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Market's Discounts Were Not in the Cards

April 06, 1999|MELINDA FULMER, food and agriculture writer

Frequent-shopper programs may be a hit at most mainstream grocery chains, but to customers of Boulder, Colo.-based Wild Oats Markets, the discount cards are more of a nuisance than a perk.

In a company newsletter, the 67-store natural foods chain said it is discontinuing its "Wild Shopper Card" on Wednesday because of negative customer feedback.

In a recent survey, many customers said they were either disappointed by the perks offered in the program, which was launched at the end of 1997, or felt the discount program didn't fit Wild Oats' hip, upscale atmosphere. So the company is asking members to turn in the cards (for recycling, of course) and it will mail coupons instead.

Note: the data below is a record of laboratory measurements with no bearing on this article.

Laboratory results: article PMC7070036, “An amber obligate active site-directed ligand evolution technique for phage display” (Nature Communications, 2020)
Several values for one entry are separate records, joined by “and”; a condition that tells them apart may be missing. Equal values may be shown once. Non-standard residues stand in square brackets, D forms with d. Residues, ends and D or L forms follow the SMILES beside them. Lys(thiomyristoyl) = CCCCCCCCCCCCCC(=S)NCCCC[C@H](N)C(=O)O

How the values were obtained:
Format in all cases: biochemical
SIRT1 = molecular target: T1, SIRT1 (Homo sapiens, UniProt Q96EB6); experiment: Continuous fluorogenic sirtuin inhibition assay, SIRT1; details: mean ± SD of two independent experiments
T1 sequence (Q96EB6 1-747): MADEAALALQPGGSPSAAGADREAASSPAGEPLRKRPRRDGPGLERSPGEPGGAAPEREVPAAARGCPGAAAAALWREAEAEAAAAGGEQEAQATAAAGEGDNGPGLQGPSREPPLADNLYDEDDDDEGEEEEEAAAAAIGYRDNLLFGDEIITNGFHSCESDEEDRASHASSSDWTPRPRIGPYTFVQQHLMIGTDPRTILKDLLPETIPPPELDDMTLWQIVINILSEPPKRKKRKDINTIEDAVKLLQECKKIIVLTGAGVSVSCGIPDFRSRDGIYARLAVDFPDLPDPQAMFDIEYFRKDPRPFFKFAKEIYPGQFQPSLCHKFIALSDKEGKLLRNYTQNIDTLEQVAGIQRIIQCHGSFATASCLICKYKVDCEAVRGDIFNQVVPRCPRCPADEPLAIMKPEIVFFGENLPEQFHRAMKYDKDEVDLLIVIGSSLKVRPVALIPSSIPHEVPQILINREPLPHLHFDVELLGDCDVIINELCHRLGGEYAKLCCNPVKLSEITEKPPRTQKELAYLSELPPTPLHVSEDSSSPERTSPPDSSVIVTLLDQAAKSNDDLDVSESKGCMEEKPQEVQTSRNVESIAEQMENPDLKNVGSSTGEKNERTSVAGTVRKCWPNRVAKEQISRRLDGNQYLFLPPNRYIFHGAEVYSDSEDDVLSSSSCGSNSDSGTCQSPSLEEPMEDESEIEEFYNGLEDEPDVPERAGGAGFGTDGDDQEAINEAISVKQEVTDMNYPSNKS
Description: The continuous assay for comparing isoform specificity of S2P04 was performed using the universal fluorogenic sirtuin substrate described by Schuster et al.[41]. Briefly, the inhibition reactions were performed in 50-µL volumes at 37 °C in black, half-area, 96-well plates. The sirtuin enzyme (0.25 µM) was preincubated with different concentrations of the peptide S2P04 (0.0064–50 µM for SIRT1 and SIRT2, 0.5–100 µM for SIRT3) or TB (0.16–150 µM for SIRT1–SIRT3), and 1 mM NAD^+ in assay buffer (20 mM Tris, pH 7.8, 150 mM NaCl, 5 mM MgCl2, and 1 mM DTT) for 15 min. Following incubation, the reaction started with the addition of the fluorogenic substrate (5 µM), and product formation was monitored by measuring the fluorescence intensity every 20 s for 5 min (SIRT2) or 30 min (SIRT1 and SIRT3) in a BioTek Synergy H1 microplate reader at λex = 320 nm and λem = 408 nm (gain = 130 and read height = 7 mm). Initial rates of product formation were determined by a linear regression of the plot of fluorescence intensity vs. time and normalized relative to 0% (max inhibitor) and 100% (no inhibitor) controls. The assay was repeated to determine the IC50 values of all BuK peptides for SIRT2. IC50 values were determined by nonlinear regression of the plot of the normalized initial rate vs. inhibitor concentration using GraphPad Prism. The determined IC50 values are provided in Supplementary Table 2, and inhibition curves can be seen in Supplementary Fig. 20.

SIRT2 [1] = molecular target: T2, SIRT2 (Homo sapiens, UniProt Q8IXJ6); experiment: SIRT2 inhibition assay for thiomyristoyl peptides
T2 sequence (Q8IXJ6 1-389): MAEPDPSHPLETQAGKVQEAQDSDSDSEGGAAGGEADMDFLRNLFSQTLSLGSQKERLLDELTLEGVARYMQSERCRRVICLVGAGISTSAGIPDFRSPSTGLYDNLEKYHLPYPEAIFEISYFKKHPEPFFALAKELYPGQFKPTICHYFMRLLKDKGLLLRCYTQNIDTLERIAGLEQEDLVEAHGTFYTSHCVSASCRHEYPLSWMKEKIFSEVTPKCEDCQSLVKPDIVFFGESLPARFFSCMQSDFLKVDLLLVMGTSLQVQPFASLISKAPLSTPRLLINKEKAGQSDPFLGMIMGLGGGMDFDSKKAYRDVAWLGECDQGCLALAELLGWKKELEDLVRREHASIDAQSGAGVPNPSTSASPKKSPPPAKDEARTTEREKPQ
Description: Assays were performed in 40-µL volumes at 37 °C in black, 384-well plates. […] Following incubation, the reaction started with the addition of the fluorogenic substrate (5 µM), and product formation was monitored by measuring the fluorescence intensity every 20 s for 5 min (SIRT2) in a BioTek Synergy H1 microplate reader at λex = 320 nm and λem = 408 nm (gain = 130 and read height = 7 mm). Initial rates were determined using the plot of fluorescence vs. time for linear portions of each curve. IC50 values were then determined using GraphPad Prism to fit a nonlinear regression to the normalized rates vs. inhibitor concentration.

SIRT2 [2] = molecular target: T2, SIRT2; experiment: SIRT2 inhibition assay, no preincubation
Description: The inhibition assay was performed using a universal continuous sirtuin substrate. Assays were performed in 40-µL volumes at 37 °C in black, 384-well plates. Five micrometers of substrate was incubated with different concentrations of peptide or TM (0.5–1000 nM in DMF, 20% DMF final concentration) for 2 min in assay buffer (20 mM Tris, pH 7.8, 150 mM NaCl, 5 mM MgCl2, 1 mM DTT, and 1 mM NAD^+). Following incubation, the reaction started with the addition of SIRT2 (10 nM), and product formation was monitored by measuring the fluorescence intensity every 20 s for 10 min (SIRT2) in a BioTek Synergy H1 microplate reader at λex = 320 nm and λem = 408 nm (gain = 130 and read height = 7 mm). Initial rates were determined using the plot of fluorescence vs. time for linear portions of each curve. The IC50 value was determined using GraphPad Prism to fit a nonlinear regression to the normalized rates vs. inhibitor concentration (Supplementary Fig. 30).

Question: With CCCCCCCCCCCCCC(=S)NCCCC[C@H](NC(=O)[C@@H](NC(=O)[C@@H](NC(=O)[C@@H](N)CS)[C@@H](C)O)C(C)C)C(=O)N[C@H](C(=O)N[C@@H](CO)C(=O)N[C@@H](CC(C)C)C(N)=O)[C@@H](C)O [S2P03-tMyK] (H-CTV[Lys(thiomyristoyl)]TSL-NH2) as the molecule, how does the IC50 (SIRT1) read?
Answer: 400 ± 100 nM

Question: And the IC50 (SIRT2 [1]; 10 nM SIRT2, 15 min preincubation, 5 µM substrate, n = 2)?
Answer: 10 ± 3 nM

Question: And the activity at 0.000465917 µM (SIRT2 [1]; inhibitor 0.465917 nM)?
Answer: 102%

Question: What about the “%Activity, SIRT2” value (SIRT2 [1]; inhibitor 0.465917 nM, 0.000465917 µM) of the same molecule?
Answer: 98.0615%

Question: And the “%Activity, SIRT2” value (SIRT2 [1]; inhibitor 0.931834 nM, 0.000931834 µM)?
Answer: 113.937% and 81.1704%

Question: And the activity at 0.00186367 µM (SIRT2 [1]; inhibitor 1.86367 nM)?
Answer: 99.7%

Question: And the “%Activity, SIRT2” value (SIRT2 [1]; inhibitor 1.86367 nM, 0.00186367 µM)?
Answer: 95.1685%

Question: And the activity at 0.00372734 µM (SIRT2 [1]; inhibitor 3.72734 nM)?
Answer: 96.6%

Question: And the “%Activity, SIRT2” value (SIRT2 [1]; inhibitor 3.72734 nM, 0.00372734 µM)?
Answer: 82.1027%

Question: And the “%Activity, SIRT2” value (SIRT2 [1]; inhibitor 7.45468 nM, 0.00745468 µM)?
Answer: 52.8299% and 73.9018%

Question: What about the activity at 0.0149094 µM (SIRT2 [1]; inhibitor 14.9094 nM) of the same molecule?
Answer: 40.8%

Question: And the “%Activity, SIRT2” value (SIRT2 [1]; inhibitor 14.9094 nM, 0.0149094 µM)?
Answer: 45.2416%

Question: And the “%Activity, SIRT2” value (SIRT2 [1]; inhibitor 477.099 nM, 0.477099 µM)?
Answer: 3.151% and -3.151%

"If at first you don't succeed . . . quit before you ruin what you've got," Wild Oats Chief Executive Mike Gilliland said in a statement, quoting W.C. Fields.

But marketing experts caution that specialty chains such as Wild Oats shouldn't be so quick to give up on the idea. As supermarkets continue to move into natural foods and supplements, finding ways to build customer loyalty will become increasingly important.

"If I were them, I'd say how can I create a program that identifies my most-valuable customers, makes them feel special, and binds them to me in a way that keeps them from buying our stuff elsewhere," said Richard Barlow, a Cincinnati-based consultant and publisher of the Frequency Marketing newsletter. Instead of handing out cents-off coupons, Barlow said grocery chains should focus on delivering special treatment to these shoppers, giving them free items in the same way airlines award frequent fliers cabin upgrades and free flights.

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